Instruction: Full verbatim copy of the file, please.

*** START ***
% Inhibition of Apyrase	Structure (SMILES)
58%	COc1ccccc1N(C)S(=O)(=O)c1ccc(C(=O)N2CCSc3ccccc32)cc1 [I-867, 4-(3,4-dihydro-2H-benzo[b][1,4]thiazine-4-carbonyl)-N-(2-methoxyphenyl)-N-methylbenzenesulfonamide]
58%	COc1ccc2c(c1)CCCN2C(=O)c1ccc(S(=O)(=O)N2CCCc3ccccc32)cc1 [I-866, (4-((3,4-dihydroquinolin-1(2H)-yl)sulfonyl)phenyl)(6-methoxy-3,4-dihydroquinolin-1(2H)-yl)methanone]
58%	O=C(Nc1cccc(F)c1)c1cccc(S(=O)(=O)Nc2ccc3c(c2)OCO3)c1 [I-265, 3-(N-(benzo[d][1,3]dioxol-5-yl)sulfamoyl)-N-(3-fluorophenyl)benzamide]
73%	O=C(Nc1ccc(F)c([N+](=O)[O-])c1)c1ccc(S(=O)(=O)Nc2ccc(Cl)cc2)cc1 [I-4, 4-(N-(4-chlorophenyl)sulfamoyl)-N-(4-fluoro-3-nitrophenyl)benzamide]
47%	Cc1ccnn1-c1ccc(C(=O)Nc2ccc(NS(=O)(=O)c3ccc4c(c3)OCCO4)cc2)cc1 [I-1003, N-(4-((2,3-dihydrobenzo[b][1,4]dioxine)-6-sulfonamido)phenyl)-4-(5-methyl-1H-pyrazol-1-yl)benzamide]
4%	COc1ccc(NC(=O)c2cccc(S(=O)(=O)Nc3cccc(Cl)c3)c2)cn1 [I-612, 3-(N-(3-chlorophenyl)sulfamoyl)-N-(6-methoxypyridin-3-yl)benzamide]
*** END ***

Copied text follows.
% Inhibition of Apyrase	Structure (SMILES)
58%	COc1ccccc1N(C)S(=O)(=O)c1ccc(C(=O)N2CCSc3ccccc32)cc1 [I-867, 4-(3,4-dihydro-2H-benzo[b][1,4]thiazine-4-carbonyl)-N-(2-methoxyphenyl)-N-methylbenzenesulfonamide]
58%	COc1ccc2c(c1)CCCN2C(=O)c1ccc(S(=O)(=O)N2CCCc3ccccc32)cc1 [I-866, (4-((3,4-dihydroquinolin-1(2H)-yl)sulfonyl)phenyl)(6-methoxy-3,4-dihydroquinolin-1(2H)-yl)methanone]
58%	O=C(Nc1cccc(F)c1)c1cccc(S(=O)(=O)Nc2ccc3c(c2)OCO3)c1 [I-265, 3-(N-(benzo[d][1,3]dioxol-5-yl)sulfamoyl)-N-(3-fluorophenyl)benzamide]
73%	O=C(Nc1ccc(F)c([N+](=O)[O-])c1)c1ccc(S(=O)(=O)Nc2ccc(Cl)cc2)cc1 [I-4, 4-(N-(4-chlorophenyl)sulfamoyl)-N-(4-fluoro-3-nitrophenyl)benzamide]
47%	Cc1ccnn1-c1ccc(C(=O)Nc2ccc(NS(=O)(=O)c3ccc4c(c3)OCCO4)cc2)cc1 [I-1003, N-(4-((2,3-dihydrobenzo[b][1,4]dioxine)-6-sulfonamido)phenyl)-4-(5-methyl-1H-pyrazol-1-yl)benzamide]
4%	COc1ccc(NC(=O)c2cccc(S(=O)(=O)Nc3cccc(Cl)c3)c2)cn1 [I-612, 3-(N-(3-chlorophenyl)sulfamoyl)-N-(6-methoxypyridin-3-yl)benzamide]